In Denmark, a high percentage of the gross domestic product is spent on social services and a lower percentage on health care. All health care policies are set on a national level but are implementing regionally via hospitals, clinics, rehabilitation centers and other health service centers. The municipal level tends to home care and preventive care services. Because of this comprehensive system, people rarely if ever “fall through the cracks.” There is a continuum of care with coordinated services.
Danish seniors have access to a wide range of services provided at the local, regional and national level, by people whose specific job it is to care for the elderly and support their ability to live in the community. A number of meeting attendees, however, observed that the high-level benefits, free at the point of delivery, may create a level of dependence on the system that enables families to “check-out” of their important caregiver roles. This relates particularly to their role in providing emotional support, the absence of which may contribute to isolation.
By contrast, the United States spends a low percentage of its gross domestic product on social services and a high percentage is spent on health care. The burden of care is on the family, not the government – basically, a private sector approach in which every person or family must research available options. The system is more fragmented, with some communities and cultures more adapted to solutions for elder care than others.
The attendees were divided into several groups, each of which discussed a different query and then reported out to the entire group at the end of the afternoon. Lively, engaging discussions covered these questions:
- What are the drivers of isolation?
- How does isolation impact aging?
- Who has the responsibility for tackling social isolation of seniors?
- What solutions to social isolation are being implemented?
- What are your “dream” solutions?
The discussions yielded a variety of perspectives and suggestions for the need to:
- Reduce health care and senior care costs. For example, in the United Stages, five percent of the people use 50 percent of the care.
- Reduce hospitalizations through overall improved health
- Become more community-centered, with more multigenerational composition, and nurture the spirit of volunteerism
- Improve transportation systems that effectively alleviate isolation, and use IT systems that support natural human interfaces
- Focus on seniors as people, not patients
- Embrace and support advanced care planning, beginning at an earlier age
“Seniors seek to maintain their independence and to live out their lives in the community,” Dr. Tang said. “We are committed to keep the dialog about successful aging going.”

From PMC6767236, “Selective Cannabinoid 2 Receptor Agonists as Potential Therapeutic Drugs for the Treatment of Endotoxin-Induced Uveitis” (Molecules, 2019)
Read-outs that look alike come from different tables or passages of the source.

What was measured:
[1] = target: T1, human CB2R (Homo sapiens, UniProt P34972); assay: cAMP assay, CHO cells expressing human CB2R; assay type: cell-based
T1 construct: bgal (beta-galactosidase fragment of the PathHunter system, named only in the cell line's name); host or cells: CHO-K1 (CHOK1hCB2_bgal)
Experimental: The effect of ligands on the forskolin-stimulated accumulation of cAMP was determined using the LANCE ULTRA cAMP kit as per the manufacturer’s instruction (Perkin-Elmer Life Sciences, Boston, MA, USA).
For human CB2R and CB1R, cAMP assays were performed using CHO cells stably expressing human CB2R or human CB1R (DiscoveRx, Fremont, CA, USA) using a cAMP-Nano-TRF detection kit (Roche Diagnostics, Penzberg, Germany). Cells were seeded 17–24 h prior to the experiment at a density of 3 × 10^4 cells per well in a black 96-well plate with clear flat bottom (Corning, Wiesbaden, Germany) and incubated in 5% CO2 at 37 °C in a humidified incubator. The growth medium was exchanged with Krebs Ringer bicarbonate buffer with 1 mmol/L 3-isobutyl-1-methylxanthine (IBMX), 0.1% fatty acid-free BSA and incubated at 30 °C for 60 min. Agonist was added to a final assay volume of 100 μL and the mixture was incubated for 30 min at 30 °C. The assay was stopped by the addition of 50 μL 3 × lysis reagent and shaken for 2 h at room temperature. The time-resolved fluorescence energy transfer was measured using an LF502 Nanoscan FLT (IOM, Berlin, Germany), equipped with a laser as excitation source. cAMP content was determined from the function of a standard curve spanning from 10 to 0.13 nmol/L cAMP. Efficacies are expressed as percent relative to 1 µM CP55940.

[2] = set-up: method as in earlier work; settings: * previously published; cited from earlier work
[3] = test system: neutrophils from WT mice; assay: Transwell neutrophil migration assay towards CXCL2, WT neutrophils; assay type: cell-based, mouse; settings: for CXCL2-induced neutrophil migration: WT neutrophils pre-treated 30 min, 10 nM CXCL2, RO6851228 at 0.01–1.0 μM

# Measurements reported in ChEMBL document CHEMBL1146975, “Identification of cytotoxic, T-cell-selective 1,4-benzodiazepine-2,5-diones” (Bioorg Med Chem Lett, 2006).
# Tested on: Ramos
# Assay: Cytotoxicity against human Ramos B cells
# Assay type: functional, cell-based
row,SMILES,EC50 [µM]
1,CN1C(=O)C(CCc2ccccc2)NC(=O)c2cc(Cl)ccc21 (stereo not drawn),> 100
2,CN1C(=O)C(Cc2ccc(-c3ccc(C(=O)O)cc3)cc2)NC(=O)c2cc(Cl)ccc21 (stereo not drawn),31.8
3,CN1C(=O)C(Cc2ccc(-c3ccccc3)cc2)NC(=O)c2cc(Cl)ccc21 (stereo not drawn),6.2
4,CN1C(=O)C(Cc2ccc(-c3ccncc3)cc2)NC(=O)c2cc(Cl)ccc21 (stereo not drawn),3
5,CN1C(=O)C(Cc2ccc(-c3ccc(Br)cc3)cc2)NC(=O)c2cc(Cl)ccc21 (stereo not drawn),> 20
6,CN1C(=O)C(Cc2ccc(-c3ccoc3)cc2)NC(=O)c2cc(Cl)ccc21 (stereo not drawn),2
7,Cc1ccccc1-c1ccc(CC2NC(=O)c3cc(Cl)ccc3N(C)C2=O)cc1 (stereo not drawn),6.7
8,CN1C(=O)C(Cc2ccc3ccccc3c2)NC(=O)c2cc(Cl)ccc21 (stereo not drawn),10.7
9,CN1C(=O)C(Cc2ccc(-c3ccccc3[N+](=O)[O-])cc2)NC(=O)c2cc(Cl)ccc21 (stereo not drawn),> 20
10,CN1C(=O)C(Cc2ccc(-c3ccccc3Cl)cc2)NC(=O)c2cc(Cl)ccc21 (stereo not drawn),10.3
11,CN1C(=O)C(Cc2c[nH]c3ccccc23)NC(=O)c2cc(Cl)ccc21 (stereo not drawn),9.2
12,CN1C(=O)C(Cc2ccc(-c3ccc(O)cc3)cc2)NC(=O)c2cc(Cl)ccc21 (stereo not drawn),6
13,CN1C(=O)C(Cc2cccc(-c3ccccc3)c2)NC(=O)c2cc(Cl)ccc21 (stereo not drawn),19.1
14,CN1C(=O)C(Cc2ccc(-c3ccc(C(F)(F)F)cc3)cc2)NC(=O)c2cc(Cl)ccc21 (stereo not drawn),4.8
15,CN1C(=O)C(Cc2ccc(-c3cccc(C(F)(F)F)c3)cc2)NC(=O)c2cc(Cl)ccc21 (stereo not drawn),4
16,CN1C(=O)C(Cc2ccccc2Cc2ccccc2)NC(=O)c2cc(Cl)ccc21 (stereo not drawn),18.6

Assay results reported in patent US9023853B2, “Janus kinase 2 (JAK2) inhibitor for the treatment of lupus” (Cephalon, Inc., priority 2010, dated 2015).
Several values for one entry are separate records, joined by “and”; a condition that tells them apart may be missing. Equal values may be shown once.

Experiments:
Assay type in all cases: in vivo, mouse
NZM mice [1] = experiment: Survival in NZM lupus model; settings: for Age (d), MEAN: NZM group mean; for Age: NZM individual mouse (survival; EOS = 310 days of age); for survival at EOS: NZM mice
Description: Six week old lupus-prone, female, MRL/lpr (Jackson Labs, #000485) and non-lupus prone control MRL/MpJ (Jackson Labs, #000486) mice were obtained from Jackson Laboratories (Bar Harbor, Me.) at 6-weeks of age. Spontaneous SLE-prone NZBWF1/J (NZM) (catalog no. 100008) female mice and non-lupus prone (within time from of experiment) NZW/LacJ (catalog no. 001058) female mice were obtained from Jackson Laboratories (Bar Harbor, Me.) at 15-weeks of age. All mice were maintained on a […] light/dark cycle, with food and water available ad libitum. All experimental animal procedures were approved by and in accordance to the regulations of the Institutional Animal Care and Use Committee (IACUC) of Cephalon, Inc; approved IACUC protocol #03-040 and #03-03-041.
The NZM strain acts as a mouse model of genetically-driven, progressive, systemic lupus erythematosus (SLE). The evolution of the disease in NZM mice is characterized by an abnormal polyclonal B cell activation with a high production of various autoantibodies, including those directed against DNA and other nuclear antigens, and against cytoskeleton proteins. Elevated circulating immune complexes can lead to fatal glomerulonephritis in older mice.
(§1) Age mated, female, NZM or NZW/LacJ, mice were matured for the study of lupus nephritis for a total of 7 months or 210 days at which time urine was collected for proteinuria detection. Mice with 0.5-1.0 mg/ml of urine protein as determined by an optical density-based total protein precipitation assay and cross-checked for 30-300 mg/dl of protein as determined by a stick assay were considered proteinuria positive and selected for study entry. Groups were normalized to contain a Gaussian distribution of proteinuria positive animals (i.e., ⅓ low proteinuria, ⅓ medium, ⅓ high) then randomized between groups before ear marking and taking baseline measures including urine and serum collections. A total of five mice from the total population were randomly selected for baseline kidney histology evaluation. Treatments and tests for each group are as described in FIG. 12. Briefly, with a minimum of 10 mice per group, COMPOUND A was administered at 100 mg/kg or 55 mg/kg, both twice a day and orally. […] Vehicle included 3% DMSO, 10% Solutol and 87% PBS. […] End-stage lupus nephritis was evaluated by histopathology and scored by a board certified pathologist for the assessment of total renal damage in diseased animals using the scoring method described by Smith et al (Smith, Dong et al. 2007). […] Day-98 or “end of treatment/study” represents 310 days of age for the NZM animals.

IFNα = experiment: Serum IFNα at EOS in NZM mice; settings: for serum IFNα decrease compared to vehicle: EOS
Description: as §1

Learn more about the Innovation Center at the Palo Alto Medical Foundation.
Contingent to Explore Successful Aging Ideas
On Wednesday, October 10, 2012, from noon to 5 p.m., the Palo Alto Medical Foundation’s Druker Center for Health Systems Innovation is hosting a delegation of 15 leaders from Denmark who work in diverse capacities to address current challenges in health care, particularly with issues relevant to aging. Attendees include C-level executives and directors from large health systems, universities and private corporations in Denmark.
The focus of the visit is to exchange information and knowledge around challenges related to aging, from the diverse perspectives and approaches of Denmark and the United States.
The population of Denmark is 5.5 million, comparable to the San Francisco Bay Area’s more than six million residents (Alameda, Contra Costa, San Francisco, San Mateo and Santa Clara counties). Life expectancy for women is 81 years and men 77 years. According to the United States Census Bureau, American life expectancy is only slightly lower: women averaging 80 years and men 75 years.
“We feel that advancing cross-cultural leadership engagement in exchanges of shared knowledge will allow us to broaden the scope of our thinking as we work to address the needs of our fast growing and increasingly vulnerable, older adult population,” said Paul Tang, M.D., vice president and chief innovation and technology officer for PAMF’s Innovation Center.
The event has the endorsement of Liz Kniss, Chair of the Santa Clara County Board of Supervisors. Scott Strickland, Kniss’ Senior Policy Analyst, will kick off the event with a welcome on her behalf.
After a meet-and-greet lunch, there will be a presentation by Mikkel Bülow Skovborg, Research Attaché, Danish Ministry of Science, Innovation and Higher Education, who will outline the health care system and focus on care for the elderly in Denmark.
Addressing elder care and aging in the United States will be PAMF’s Paul Tang, M.D, and Albert Chan, M.D., PAMF chief medical information officer, and medical director for the Innovation Center.
The speakers will introduce issues and potential solutions to social isolation among seniors, and then the group will break into teams for a series of workshops, culminating in a panel discussion to share the different perspectives.